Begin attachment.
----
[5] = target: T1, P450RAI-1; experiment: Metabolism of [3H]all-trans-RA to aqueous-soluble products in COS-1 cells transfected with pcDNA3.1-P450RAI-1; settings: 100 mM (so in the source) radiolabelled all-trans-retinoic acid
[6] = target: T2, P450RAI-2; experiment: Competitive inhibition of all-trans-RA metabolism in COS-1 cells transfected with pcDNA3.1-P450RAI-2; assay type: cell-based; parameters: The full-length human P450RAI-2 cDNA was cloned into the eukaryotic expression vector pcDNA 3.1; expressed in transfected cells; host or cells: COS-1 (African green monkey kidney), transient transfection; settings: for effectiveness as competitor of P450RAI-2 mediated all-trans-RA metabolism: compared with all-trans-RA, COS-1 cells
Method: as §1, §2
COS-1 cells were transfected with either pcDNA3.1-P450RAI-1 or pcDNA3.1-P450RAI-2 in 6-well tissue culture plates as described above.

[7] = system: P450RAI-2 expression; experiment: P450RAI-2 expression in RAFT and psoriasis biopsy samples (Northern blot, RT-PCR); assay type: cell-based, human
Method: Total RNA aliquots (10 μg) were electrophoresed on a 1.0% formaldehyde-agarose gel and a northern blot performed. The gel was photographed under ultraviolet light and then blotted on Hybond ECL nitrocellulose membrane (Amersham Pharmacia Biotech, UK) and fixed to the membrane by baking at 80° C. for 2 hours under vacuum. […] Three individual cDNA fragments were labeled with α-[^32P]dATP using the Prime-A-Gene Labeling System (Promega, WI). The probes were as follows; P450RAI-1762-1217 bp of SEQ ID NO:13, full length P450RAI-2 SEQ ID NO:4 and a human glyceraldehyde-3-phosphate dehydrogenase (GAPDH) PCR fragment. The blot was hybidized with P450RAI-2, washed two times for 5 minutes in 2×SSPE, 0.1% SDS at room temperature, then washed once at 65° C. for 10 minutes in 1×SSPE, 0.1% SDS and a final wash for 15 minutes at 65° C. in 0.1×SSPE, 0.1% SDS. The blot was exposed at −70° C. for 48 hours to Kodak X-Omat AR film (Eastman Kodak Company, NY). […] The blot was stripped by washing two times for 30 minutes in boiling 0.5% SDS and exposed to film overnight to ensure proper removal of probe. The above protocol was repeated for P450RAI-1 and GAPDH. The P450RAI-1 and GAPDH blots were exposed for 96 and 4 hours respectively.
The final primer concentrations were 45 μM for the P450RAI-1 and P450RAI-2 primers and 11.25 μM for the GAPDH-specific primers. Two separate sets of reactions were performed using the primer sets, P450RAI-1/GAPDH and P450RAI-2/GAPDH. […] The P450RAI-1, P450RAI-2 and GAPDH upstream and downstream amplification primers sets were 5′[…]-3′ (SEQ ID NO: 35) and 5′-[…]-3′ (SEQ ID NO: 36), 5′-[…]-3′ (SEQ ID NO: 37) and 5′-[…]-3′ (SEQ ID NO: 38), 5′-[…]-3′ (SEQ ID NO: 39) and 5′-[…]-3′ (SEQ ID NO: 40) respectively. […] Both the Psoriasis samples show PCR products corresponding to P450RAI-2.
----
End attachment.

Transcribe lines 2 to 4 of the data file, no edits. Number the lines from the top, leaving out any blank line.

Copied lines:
[6] = target: T2, P450RAI-2; experiment: Competitive inhibition of all-trans-RA metabolism in COS-1 cells transfected with pcDNA3.1-P450RAI-2; assay type: cell-based; parameters: The full-length human P450RAI-2 cDNA was cloned into the eukaryotic expression vector pcDNA 3.1; expressed in transfected cells; host or cells: COS-1 (African green monkey kidney), transient transfection; settings: for effectiveness as competitor of P450RAI-2 mediated all-trans-RA metabolism: compared with all-trans-RA, COS-1 cells
Method: as §1, §2
COS-1 cells were transfected with either pcDNA3.1-P450RAI-1 or pcDNA3.1-P450RAI-2 in 6-well tissue culture plates as described above.